All was going well and I was enjoying the ride, right until I came to the old red bridge in Luggate; 30km to go. I approached the bridge, perhaps a bit too quick (Not so ‘yay for tail winds’), and as I bumped my way over the boards lining the bridge deck my seat post dropped an inch. Bugger. I carried on, but I was now pretty uncomfortable, thanks to my new cramped riding position, and I started to get a little frustrated with myself. Perhaps worst of all, I began to question whether I was now able to make up time on the other girls in front.

It wasn’t until a fellow tri club member (who I had passed earlier) came riding past me, that I realised how much time I was wasting being frustrated with myself about not tightening my seat well enough. After a little ‘moment’ – that may or may not have involved a small monologue, out loud, relating to hobbits, that was laced with a few expletives – I achieved the necessary attitude change. It was time to put some of that frustration to use! I pushed hard till the end of the bike, in my slightly squat position, and managed to come off the bike in second place.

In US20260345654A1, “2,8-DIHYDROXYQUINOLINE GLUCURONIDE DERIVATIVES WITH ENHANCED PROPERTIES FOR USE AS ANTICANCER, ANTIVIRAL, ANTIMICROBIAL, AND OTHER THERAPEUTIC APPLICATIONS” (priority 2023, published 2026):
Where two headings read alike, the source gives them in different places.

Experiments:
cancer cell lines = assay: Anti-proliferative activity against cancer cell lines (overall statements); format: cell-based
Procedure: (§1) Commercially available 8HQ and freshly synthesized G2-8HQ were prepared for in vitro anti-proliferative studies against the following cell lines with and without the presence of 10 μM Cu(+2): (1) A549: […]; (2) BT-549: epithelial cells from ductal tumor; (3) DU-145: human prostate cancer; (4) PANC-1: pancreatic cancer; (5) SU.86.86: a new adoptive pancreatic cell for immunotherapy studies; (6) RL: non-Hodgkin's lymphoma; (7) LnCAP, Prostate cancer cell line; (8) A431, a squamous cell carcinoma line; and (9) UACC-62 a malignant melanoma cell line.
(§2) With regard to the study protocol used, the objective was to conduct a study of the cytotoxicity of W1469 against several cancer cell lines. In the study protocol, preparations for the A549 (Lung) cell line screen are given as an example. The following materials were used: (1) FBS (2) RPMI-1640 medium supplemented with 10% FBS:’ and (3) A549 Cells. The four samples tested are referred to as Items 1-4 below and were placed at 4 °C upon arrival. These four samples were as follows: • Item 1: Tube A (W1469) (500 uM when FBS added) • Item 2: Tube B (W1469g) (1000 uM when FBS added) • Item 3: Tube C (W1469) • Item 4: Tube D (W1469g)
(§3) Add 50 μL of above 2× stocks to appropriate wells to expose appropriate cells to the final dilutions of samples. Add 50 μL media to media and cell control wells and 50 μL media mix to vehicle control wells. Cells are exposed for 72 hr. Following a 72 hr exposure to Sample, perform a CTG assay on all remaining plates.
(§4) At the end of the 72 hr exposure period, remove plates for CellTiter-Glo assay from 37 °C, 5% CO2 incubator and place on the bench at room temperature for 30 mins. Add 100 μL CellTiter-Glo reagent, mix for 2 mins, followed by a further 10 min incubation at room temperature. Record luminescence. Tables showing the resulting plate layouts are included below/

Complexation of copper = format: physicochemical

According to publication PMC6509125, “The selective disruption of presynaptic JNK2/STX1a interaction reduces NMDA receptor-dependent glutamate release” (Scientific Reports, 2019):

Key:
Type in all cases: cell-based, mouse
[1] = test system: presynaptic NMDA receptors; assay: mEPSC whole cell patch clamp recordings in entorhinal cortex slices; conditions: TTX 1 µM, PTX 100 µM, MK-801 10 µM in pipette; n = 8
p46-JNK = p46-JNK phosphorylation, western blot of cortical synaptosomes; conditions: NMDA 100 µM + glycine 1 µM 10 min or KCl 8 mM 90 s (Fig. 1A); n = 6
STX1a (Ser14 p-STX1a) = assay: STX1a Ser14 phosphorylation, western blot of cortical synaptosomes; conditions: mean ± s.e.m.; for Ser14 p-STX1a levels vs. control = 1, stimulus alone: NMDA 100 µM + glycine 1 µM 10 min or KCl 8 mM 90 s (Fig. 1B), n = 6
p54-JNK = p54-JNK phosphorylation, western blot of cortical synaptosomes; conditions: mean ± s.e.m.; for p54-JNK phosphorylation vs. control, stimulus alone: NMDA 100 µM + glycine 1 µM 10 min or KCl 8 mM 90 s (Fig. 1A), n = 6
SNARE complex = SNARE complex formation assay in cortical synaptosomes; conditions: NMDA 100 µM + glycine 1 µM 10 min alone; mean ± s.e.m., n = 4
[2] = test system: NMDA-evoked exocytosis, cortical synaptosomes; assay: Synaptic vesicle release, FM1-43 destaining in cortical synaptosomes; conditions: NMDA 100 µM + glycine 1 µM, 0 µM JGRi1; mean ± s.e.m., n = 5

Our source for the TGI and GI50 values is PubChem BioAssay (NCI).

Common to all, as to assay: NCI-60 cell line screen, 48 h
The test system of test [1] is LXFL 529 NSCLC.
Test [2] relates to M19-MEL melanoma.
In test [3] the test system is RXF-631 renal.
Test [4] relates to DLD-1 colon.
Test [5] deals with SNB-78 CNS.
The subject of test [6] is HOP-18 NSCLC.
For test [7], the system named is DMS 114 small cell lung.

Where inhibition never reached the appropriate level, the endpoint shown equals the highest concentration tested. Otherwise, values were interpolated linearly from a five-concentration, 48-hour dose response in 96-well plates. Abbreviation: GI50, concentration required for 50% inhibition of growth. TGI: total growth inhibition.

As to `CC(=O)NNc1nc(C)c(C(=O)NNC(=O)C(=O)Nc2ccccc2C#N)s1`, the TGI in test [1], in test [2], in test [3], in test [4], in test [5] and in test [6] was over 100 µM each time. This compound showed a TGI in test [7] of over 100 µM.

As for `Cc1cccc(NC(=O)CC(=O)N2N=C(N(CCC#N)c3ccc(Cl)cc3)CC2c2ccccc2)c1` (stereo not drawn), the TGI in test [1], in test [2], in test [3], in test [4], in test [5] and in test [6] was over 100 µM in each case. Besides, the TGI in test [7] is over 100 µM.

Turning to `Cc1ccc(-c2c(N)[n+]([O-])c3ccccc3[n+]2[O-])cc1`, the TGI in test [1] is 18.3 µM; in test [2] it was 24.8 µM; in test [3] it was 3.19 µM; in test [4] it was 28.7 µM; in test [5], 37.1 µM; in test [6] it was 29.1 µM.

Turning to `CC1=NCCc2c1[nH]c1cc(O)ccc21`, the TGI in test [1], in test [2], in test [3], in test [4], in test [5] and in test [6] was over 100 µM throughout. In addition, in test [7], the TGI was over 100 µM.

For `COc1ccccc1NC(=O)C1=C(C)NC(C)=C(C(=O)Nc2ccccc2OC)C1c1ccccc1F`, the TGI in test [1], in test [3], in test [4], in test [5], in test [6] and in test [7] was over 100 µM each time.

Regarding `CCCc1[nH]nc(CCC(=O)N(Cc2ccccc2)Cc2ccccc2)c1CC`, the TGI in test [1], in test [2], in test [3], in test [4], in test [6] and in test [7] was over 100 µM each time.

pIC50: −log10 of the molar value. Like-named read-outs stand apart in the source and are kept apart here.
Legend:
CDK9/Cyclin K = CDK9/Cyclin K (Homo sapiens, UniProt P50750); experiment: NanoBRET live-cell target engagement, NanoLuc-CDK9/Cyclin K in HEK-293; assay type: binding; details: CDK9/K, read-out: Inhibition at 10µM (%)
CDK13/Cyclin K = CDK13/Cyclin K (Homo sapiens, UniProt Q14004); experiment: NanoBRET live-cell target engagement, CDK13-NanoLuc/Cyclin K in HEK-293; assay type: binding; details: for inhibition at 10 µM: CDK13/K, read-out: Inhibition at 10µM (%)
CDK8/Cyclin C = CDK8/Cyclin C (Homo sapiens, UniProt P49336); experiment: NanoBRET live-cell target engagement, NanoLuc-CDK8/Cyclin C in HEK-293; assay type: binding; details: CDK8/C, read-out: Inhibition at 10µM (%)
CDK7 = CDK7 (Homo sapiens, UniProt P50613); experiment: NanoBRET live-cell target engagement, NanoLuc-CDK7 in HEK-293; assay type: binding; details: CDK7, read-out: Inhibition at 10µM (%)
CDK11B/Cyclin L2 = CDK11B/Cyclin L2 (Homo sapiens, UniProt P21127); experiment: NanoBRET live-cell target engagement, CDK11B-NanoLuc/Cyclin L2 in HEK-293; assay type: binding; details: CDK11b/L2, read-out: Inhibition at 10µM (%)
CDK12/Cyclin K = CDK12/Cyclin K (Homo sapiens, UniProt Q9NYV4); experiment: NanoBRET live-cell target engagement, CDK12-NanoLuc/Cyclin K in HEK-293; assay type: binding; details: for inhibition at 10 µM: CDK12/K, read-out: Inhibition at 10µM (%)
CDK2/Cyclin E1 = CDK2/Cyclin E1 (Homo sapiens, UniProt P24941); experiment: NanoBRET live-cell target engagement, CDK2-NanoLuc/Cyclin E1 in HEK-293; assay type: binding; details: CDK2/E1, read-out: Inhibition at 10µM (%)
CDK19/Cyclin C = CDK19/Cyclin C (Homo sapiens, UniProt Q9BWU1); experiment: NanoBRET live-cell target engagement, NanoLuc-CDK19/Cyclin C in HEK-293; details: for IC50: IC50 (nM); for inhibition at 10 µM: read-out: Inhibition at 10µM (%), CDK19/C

I was slightly wary of my running coming into the race; ok, quite wary. I had felt pretty good in training recently; however I was yet to run over an hour without stopping since coming back from injury. Because of this, I knew I had to run ‘smart’.